Minnesota Man Charged for Employing ‘Hacker-for-hire’ to Target Local Business Website
Minnesota is now the witness to a very different kind of cyber crime-related case; in fact it’s the first of its kind in Minnesota. Federal prosecutors, as per reports, have now charged a person, a former state resident, with employing “hackers-for-hire” to target the website of a local business.
As per prosecutors, the person in question, a 46-year-old man named John Kelsey Gammell, paid hacking services to carry out DDoS (Distributed Denial of Service) attacks targeting the websites affiliated with the Monticello business firm, Washburn Computer Group. Gammell used to work there and he had paid the hackers to inflict a year’s worth of DDoS attacks so as to bring down the websites affiliated with the business. (DDoS attacks aim at overwhelming a system or network with data and thereby blocking access for legitimate users or even knocking all web services offline).
Washburn Computer Group, which is a POS (Point-of-Sale) repair company, has told the federal prosecutors that the DDoS attacks have cost it about $15,000. As for John Kelsey Gammell, things don’t seem to end with the Washburn hack; he is also accused of having paid $19.99 to $199.99, in monthly payments, to hack and bring down the networks of many other institutions, including the Minnesota Judicial Branch, Hennepin County and several banks.
In its report on the incident, the Minnesota-based Star Tribune observes- “The case reflects concern among law enforcement officials nationwide that hackers ranging from disgruntled ex-employees to enemy nation states are ramping up attacks on an ever-expanding array of personal digital devices connected to the web.”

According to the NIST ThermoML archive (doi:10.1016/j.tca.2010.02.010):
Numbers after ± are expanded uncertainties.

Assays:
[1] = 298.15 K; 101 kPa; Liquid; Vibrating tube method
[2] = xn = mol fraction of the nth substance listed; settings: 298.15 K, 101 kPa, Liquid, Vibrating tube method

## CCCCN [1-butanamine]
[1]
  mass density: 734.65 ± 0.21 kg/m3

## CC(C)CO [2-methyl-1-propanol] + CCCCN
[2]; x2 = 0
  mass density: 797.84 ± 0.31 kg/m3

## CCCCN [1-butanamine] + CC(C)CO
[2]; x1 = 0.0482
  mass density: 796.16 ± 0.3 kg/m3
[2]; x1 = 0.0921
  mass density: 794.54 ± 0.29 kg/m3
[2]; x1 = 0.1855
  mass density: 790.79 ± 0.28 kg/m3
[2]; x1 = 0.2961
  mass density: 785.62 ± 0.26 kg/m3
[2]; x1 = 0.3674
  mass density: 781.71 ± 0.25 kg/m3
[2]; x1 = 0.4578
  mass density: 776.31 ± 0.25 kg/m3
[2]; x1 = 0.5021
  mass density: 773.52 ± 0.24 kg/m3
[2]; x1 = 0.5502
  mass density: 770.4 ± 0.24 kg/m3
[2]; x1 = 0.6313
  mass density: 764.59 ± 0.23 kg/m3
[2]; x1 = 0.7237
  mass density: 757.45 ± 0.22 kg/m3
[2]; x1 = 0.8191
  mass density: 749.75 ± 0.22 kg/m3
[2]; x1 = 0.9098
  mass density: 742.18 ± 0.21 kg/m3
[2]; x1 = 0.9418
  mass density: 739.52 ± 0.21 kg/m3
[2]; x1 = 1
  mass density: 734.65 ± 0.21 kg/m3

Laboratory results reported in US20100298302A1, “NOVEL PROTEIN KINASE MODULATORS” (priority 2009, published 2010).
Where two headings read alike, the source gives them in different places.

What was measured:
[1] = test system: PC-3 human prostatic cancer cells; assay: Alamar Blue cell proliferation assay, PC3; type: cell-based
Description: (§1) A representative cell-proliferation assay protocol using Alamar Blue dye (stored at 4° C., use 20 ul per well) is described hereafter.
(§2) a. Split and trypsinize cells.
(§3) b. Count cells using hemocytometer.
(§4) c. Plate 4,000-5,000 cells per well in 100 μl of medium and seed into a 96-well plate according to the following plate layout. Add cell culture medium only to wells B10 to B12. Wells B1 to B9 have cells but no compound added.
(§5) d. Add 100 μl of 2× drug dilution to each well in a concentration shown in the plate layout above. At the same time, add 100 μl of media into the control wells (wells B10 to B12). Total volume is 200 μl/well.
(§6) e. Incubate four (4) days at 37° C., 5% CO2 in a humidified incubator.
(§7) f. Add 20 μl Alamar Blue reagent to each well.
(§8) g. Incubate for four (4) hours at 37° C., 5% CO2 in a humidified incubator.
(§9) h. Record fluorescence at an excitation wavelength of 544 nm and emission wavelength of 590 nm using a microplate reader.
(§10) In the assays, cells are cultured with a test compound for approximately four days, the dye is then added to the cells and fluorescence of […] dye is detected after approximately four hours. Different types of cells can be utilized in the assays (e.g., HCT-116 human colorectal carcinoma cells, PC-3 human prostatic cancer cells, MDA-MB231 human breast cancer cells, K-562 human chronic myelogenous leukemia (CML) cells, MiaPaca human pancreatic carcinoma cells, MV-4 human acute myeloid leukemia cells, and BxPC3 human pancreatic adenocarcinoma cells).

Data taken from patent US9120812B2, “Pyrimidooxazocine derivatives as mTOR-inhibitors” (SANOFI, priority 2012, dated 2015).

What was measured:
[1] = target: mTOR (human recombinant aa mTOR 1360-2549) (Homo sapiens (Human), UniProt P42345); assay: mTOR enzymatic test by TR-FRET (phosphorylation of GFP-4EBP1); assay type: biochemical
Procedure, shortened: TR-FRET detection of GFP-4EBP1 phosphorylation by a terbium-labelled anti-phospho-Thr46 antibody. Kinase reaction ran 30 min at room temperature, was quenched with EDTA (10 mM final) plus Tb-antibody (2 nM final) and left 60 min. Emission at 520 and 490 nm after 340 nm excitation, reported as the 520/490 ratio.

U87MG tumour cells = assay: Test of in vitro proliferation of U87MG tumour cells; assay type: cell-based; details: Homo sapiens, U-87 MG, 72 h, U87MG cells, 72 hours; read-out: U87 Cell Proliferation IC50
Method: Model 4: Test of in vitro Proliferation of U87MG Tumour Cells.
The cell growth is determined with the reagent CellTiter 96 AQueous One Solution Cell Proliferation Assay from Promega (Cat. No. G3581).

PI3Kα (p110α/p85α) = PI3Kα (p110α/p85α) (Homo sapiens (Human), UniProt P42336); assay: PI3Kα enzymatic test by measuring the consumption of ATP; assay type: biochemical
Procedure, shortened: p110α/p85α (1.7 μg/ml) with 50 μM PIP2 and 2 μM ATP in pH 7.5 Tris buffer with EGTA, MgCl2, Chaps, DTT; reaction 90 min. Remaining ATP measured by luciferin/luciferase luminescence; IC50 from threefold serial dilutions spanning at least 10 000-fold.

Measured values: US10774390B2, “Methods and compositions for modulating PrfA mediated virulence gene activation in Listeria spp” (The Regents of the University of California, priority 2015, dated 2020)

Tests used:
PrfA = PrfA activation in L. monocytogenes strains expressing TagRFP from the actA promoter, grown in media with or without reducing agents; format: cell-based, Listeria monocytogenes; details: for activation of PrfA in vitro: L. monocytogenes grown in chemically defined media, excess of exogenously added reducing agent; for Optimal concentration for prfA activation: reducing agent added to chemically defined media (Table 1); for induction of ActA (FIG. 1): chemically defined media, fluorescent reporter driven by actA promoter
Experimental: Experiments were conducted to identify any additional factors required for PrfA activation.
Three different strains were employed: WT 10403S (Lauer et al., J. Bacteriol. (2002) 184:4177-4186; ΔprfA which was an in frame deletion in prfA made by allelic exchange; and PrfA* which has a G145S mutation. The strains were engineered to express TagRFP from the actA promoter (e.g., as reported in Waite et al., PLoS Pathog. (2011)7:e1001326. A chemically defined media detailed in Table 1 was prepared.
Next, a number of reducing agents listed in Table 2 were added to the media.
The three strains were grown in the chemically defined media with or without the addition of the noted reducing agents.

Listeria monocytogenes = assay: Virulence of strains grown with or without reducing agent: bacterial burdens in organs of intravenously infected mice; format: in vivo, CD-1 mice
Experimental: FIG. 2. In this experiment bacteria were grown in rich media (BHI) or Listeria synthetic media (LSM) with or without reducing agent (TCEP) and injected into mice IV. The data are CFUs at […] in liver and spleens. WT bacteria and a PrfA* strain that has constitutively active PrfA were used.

The Star Tribune also quotes acting U.S. Attorney Gregory Brooker in Minneapolis- “As a society that is increasingly reliant on network-connected devices, these types of cyberattacks pose a serious threat to individuals, businesses, and even our nation’s critical infrastructure”
DDoS attacks are showing an increasing trend; the Star Tribune says that that FBI’s Internet Crime Complaint Center had reported that last year DDoS attacks had caused victims losses amounting to over $11 million. Cyber criminals marshal all kinds of devices- digital video recorders, home appliances etc- to carry out massive operations. There had been many reports in recent times of IoT (Internet of Things) devices being used to plan and carry out DDoS attacks. Hackers can even take over millions of devices worldwide and carry out DDoS attacks so massive that just one such attack could damage thousands of networks worldwide. In such a situation every organization needs to be prepared, with trained professional and sophisticated, effective tools to face and mitigate such DDoS attacks.
Well, coming back to the Minnesota incident, John Kelsey Gammell, the man who has been charged with having employed “hackers-for-hire” to target networks, had sought out, according to FBI, seven websites offering DDoS-for-hire services and had paid monthly fees to carry out the attacks. This happened from July 2015 to September 2016. Another notable thing is that Gammel has been traced primarily because of the taunting e-mails he had allegedly sent after the attacks.
The Star Tribune report observes- “The government’s case against Gammell underlines the difficulty of linking any suspect to the daily torrent of attacks often carried out by far-afield hackers who advertise their services online. Authorities might not have caught Gammell without tracing taunting e-mails he allegedly sent after attacks.”
As per reports, the case against John Kelsey Gammell goes on; he has reportedly rejected a plea offer and a federal magistrate is reviewing motions filed by his attorney. The attorney has sought the dismissal of the case or the suppressing of the evidence, reportedly quoting different reasons. One argument reportedly is that Gammel didn’t personally attack Washburn while the other argument states that the government has failed to charge the real hackers, despite being aware of their identities. Similarly, there is the version that the Washburn attacks were just prank attacks on a dormant website that was not doing business.